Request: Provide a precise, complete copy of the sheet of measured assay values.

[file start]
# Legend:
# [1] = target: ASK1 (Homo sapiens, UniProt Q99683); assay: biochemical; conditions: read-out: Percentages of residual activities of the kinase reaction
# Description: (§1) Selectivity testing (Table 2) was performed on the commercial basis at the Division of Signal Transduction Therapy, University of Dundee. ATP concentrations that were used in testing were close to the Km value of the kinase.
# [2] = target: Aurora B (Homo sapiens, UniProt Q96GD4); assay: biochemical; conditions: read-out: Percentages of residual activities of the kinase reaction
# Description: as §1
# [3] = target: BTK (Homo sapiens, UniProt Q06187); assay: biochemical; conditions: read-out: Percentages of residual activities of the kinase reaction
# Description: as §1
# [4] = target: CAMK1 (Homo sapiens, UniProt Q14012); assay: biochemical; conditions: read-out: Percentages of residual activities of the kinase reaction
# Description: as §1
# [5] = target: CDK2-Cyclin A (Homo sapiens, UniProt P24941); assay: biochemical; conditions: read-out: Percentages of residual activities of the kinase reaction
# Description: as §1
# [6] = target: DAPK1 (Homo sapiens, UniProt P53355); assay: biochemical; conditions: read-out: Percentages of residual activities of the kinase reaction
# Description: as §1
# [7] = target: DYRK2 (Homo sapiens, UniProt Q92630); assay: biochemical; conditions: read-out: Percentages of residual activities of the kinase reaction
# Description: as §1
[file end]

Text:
# Legend:
# [1] = target: ASK1 (Homo sapiens, UniProt Q99683); assay: biochemical; conditions: read-out: Percentages of residual activities of the kinase reaction
# Description: (§1) Selectivity testing (Table 2) was performed on the commercial basis at the Division of Signal Transduction Therapy, University of Dundee. ATP concentrations that were used in testing were close to the Km value of the kinase.
# [2] = target: Aurora B (Homo sapiens, UniProt Q96GD4); assay: biochemical; conditions: read-out: Percentages of residual activities of the kinase reaction
# Description: as §1
# [3] = target: BTK (Homo sapiens, UniProt Q06187); assay: biochemical; conditions: read-out: Percentages of residual activities of the kinase reaction
# Description: as §1
# [4] = target: CAMK1 (Homo sapiens, UniProt Q14012); assay: biochemical; conditions: read-out: Percentages of residual activities of the kinase reaction
# Description: as §1
# [5] = target: CDK2-Cyclin A (Homo sapiens, UniProt P24941); assay: biochemical; conditions: read-out: Percentages of residual activities of the kinase reaction
# Description: as §1
# [6] = target: DAPK1 (Homo sapiens, UniProt P53355); assay: biochemical; conditions: read-out: Percentages of residual activities of the kinase reaction
# Description: as §1
# [7] = target: DYRK2 (Homo sapiens, UniProt Q92630); assay: biochemical; conditions: read-out: Percentages of residual activities of the kinase reaction
# Description: as §1